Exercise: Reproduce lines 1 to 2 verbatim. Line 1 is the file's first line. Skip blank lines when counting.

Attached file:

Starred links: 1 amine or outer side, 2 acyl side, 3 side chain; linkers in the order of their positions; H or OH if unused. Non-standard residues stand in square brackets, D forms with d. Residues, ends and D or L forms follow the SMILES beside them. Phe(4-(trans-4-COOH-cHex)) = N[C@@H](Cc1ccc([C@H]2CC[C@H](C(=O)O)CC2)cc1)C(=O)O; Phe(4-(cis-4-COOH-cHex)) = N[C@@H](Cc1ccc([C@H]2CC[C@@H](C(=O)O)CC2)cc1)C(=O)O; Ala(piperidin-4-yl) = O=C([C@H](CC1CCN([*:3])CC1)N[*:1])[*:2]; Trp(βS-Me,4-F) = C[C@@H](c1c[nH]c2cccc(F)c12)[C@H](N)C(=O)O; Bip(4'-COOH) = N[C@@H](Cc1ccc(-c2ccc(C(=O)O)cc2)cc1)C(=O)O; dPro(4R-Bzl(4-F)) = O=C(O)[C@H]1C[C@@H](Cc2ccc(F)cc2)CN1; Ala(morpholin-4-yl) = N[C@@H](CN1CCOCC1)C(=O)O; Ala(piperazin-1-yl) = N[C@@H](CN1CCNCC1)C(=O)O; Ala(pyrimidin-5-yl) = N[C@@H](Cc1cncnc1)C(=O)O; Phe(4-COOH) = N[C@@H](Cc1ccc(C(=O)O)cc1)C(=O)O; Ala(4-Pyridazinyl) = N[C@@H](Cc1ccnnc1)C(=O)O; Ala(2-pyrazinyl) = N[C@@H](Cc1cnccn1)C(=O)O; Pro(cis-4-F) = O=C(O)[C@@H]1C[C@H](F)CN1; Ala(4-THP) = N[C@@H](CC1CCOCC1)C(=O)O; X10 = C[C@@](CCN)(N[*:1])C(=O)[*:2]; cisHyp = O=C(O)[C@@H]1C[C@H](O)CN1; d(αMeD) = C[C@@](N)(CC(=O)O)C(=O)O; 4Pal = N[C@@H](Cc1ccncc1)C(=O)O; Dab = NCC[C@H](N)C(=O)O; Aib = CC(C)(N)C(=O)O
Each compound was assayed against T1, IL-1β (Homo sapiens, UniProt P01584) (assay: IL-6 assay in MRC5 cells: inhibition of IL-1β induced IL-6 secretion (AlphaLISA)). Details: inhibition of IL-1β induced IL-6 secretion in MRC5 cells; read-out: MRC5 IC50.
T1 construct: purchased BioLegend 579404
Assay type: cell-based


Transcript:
Starred links: 1 amine or outer side, 2 acyl side, 3 side chain; linkers in the order of their positions; H or OH if unused. Non-standard residues stand in square brackets, D forms with d. Residues, ends and D or L forms follow the SMILES beside them. Phe(4-(trans-4-COOH-cHex)) = N[C@@H](Cc1ccc([C@H]2CC[C@H](C(=O)O)CC2)cc1)C(=O)O; Phe(4-(cis-4-COOH-cHex)) = N[C@@H](Cc1ccc([C@H]2CC[C@@H](C(=O)O)CC2)cc1)C(=O)O; Ala(piperidin-4-yl) = O=C([C@H](CC1CCN([*:3])CC1)N[*:1])[*:2]; Trp(βS-Me,4-F) = C[C@@H](c1c[nH]c2cccc(F)c12)[C@H](N)C(=O)O; Bip(4'-COOH) = N[C@@H](Cc1ccc(-c2ccc(C(=O)O)cc2)cc1)C(=O)O; dPro(4R-Bzl(4-F)) = O=C(O)[C@H]1C[C@@H](Cc2ccc(F)cc2)CN1; Ala(morpholin-4-yl) = N[C@@H](CN1CCOCC1)C(=O)O; Ala(piperazin-1-yl) = N[C@@H](CN1CCNCC1)C(=O)O; Ala(pyrimidin-5-yl) = N[C@@H](Cc1cncnc1)C(=O)O; Phe(4-COOH) = N[C@@H](Cc1ccc(C(=O)O)cc1)C(=O)O; Ala(4-Pyridazinyl) = N[C@@H](Cc1ccnnc1)C(=O)O; Ala(2-pyrazinyl) = N[C@@H](Cc1cnccn1)C(=O)O; Pro(cis-4-F) = O=C(O)[C@@H]1C[C@H](F)CN1; Ala(4-THP) = N[C@@H](CC1CCOCC1)C(=O)O; X10 = C[C@@](CCN)(N[*:1])C(=O)[*:2]; cisHyp = O=C(O)[C@@H]1C[C@H](O)CN1; d(αMeD) = C[C@@](N)(CC(=O)O)C(=O)O; 4Pal = N[C@@H](Cc1ccncc1)C(=O)O; Dab = NCC[C@H](N)C(=O)O; Aib = CC(C)(N)C(=O)O
Each compound was assayed against T1, IL-1β (Homo sapiens, UniProt P01584) (assay: IL-6 assay in MRC5 cells: inhibition of IL-1β induced IL-6 secretion (AlphaLISA)). Details: inhibition of IL-1β induced IL-6 secretion in MRC5 cells; read-out: MRC5 IC50.